A Practical Approach to Attracting Immigrants and Other Minority

Report
A Practical Approach to Attracting Immigrants and Other Minority Groups
to Sustainable Agricultural Programs on the Delmarva Peninsula
Andy Wetherill
Delaware State University, Cooperative Extension Programs, Dover, DE 19901
Email: [email protected]
Abstract
Attracting immigrants and other minority producers to sustainable
agricultural programs is one of the most challenging tasks faced by
extension professionals. However, regular communication between
extension professionals and minority communities may reveal great insight
into how to reach and engage this this emerging clientele.
From 2008 to 2012, the Delaware State University Small Farms Program
stepped up efforts to expand economic opportunity to the minority and
immigrant communities in Delaware. The goal was to bring socially
disadvantaged groups to the farm table through a myriad of extension
events. The objective was to increase the number of minorities who are
growing and marketing agri-business products. Our experience in working
with minority communities has taught us that communicating and
mingling with prospective participants at social events, and locating
extension activities in close proximity to their neighborhoods has resulted
in increased target audience participation in extension events. It allowed
us to develop better working relationships with them. In the early years, it
was more beneficial to work with them face to face than via indirect
contacts.
Over the past two years, Delaware State University has seen an increase in
agricultural activity among minority groups, resulting in increased
economic activity within the state.
Introduction
Delaware has 530 small farms that are owned by women, African
Americans, Native Islanders and people of Spanish-speaking origin (2007
USDA- NASS Agricultural Census); immigrant producers make up a
negligible percent of this group.
Through the 2008 Small and Beginning Farm Series and the 2009
Immigrant Producer Series of Workshops, Delaware State University Small
Scale Vegetable and Livestock Program identified the need and concern of
the immigrant clientele who wanted to get involved in agricultural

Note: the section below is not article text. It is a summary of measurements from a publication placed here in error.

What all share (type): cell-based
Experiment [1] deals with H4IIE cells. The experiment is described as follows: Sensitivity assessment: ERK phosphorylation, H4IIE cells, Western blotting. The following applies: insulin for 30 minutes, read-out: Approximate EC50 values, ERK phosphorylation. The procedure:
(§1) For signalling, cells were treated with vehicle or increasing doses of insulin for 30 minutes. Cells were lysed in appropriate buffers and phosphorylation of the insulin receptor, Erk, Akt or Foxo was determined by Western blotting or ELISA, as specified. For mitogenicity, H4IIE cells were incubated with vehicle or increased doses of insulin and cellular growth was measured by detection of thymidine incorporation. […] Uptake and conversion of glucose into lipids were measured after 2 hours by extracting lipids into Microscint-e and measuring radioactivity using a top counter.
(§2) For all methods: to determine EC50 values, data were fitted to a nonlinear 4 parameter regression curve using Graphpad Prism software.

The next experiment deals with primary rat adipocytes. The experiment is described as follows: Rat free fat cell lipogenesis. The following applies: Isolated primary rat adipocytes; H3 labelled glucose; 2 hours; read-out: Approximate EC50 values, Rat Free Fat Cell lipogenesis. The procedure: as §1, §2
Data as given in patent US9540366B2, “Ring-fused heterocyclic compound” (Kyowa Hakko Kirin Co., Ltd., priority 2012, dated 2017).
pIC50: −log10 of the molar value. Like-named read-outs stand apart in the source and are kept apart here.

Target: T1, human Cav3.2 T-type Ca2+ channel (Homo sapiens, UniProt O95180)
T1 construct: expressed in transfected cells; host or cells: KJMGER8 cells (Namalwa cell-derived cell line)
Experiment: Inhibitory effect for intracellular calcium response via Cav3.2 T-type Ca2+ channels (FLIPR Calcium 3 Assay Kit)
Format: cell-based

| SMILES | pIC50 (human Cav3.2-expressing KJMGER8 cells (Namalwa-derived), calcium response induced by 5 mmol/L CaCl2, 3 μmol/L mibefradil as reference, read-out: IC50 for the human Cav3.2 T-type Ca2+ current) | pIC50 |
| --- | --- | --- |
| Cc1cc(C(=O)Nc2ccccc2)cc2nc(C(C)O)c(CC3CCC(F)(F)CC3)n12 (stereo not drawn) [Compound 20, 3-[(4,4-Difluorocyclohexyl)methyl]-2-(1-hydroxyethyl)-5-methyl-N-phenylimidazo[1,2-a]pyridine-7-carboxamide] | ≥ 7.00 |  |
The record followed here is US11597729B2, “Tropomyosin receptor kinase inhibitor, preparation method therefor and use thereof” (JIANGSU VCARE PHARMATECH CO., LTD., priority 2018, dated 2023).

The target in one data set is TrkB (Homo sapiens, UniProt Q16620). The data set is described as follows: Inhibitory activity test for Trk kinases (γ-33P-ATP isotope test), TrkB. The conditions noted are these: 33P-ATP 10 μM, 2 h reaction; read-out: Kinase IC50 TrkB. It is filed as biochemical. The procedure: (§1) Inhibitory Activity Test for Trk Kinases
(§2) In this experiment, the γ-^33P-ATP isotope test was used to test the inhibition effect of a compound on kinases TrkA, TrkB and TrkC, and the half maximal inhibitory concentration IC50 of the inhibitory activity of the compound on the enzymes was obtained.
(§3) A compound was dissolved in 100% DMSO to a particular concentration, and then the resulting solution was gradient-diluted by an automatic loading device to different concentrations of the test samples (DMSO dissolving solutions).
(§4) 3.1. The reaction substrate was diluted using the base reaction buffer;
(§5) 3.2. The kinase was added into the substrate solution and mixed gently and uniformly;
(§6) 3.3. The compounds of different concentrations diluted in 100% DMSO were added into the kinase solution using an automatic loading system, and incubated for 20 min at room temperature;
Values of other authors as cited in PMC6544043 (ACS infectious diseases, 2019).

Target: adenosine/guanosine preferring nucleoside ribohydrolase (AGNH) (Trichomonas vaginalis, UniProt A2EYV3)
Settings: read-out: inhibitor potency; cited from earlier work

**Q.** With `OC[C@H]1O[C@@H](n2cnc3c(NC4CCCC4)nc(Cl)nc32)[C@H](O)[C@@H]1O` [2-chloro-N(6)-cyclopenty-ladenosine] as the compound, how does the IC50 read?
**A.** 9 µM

production and marketing. New immigrant producers wanted to satisfy
three basic needs: (1) to increase the production of agricultural products
that are popular in their homelands; (2) to satisfy market demand for
ethnic and specialty produce in the Delmarva, Mid-Atlantic and
Northeastern regions of the United States; and (3) to generate income
through agricultural production and marketing. Thus, Delaware State
University Cooperative Extension developed and delivered educational
programs to targeted ethnic and minority groups.
One of the major challenges faced by Delaware State University
Cooperative extension was the limited participation by immigrant and
minority groups in agricultural extension events. Inevitably, there were
very few minorities that were either owning or managing agri-business
enterprises.
Methods
Discussion
Two grant projects were developed by Delaware State University Small
Scale Vegetable and Livestock Program and funded by Northeast Center
for Risk Management Education. These projects were designed to expand
knowledge and skills within immigrant and other minority communities in
Delaware and beyond. The goals of the projects were (1) to increase risk
management knowledge and (2) to increase clientele capacity to grow and
sell ethnic and high value agricultural products in order to satisfy a
growing demand for these crops.
Over the past four years, Delaware has experienced an increase in agricultural economic activity due to greater participation in the market by
minority and immigrant producers in the Delmarva region. In 2012, more
than seven acres of high value, ethnic and specialty crops have been
grown and marketed in Delaware.
An immigrant producer series of workshops was held between June 2009
and December 2012 to address the needs and concerns of the underserved
community in general, and the immigrant community in particular. Among
other things, the workshops increased participants’ knowledge in planning
the farm business, agricultural production and marketing, enterprise
diversification, crops and small flock production, food safety and value
added products.
Initially, extension workshop attendees were met through direct contact